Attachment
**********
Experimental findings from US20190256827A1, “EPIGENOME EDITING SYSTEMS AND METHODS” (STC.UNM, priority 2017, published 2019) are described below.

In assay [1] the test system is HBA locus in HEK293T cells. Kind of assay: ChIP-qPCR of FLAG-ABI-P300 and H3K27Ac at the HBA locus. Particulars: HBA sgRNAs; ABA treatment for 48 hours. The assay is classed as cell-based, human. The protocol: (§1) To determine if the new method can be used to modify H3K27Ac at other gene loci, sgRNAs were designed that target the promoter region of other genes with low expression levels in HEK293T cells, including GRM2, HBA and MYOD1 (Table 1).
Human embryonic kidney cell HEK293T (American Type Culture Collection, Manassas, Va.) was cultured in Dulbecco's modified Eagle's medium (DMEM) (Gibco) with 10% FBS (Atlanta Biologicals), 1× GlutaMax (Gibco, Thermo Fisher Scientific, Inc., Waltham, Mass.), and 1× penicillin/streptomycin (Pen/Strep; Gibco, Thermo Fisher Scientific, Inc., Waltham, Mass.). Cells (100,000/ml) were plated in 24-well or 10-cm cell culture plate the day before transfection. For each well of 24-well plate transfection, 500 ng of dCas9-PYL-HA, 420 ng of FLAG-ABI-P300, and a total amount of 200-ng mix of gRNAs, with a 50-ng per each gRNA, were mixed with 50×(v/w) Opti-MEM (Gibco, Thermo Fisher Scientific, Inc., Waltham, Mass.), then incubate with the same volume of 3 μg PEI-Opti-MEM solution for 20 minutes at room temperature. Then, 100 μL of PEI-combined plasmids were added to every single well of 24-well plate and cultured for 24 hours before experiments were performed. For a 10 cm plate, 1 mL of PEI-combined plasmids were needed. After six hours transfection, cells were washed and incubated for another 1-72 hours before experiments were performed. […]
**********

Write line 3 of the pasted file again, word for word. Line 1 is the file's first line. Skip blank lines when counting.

Human embryonic kidney cell HEK293T (American Type Culture Collection, Manassas, Va.) was cultured in Dulbecco's modified Eagle's medium (DMEM) (Gibco) with 10% FBS (Atlanta Biologicals), 1× GlutaMax (Gibco, Thermo Fisher Scientific, Inc., Waltham, Mass.), and 1× penicillin/streptomycin (Pen/Strep; Gibco, Thermo Fisher Scientific, Inc., Waltham, Mass.). Cells (100,000/ml) were plated in 24-well or 10-cm cell culture plate the day before transfection. For each well of 24-well plate transfection, 500 ng of dCas9-PYL-HA, 420 ng of FLAG-ABI-P300, and a total amount of 200-ng mix of gRNAs, with a 50-ng per each gRNA, were mixed with 50×(v/w) Opti-MEM (Gibco, Thermo Fisher Scientific, Inc., Waltham, Mass.), then incubate with the same volume of 3 μg PEI-Opti-MEM solution for 20 minutes at room temperature. Then, 100 μL of PEI-combined plasmids were added to every single well of 24-well plate and cultured for 24 hours before experiments were performed. For a 10 cm plate, 1 mL of PEI-combined plasmids were needed. After six hours transfection, cells were washed and incubated for another 1-72 hours before experiments were performed. […]